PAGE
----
Teaching a writer’s workshop at a Leland Street Elementary School Career Day recently, I presented the students with a rather unorthodox writing approach. The style encourages them to put their thoughts on paper as quickly as possible so they can learn to enjoy writing.
This time, after giving them a beginning sentence, I asked them to put their pens to paper for five to ten minutes without thinking about it too hard. They are not allowed to lift their pens off the paper. They must write, write, write.
I am always happy seeing what churns out, and I find out what I usually discover at any school – loads and loads of raw talent that take so many shapes and form. Here’s just one kids approach to a “writer’s warm-up.” They had the choice on this day to write starting from “I am a wolf…or “I am a shark” just to see where their pens will take them.
Here is what one child wrote in five minutes:
I AM A WOLF
I am a wolf. I am slick and fast. I love to run fast around the woods
hunting my prey. I have sharp teeth. I always howl at the moon every
night. Some people fear me and some don't. They love to hunt me for my
warm fur. Still, no one can catch me. I love being a wolf.
By: Mark Gonzales
School: Leland Street
The other day at the Starbucks in Von’s on 25th Street, I was standing in line when I heard two high schoolers talking about reading the Chicken Soup for the Soul books. Since I wrote probably a dozen stories for those books, my ears perked up.
But alas, the discussion was more about the pre-teen books – which I never wrote for. So I quit eavesdropping and went back to paying attention to my order.
“I was reading this story Firmer Ground,” one of the girls said and I believe she added that it was a good story. I swung around as though I just won the jackpot lotto and yelped: “That’s my story!”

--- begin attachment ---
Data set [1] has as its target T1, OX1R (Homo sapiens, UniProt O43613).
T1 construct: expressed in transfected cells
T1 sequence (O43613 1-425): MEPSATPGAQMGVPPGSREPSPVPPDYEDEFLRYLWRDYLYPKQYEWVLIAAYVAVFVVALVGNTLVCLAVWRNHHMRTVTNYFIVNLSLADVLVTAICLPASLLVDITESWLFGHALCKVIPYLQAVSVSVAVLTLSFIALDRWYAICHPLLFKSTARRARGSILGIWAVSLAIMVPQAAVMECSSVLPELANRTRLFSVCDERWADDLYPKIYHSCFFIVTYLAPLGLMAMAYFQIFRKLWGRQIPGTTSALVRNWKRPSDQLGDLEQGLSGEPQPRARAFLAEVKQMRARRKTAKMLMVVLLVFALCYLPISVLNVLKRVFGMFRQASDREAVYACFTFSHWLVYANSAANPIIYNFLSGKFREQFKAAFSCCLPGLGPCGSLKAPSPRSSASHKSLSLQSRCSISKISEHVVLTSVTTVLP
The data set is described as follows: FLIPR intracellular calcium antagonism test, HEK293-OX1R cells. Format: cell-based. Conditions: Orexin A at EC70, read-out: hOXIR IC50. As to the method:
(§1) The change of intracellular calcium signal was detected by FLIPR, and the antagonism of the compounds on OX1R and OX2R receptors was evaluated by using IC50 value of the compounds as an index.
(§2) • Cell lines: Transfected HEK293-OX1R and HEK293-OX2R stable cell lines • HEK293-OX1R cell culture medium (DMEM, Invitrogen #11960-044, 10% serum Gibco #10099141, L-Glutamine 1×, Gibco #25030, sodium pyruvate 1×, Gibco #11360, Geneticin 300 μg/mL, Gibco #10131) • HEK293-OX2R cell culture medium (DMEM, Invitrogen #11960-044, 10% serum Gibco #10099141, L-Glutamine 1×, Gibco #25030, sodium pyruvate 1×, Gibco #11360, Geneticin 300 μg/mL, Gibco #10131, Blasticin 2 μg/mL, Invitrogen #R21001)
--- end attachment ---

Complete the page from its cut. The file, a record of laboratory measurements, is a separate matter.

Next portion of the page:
“Wow, it’s so nice to meet a writer,” one of the girls said and we began to discuss writing. I later found out their names – Hannah Cortez and Marlene Espinoza, both 14.
I babbled on to the girls and the charming younger brother they had in tow and went on for several minutes. By the time I was through, they were ready to get out of there. They ran home and told one of their mothers!
The mother, Shari Cortez, thought she knew me. We know each other through our volunteer work. (That’s so San Pedro).
Of all the people who read the stories I wrote for Chicken Soup, the biggest fans were teenagers. They still call me. They write me and I can’t tell you how good that makes me feel – especially when they read a story like Firmer Ground about one of my high school friends who dealt drugs and died at 16.
His death was what stopped me from experimenting with drugs – and that’s why I wrote that story for teenagers – the glimmer of hope that maybe it will give them the courage to do what they want to do – not what their friends want them do. And drugs are often on that list.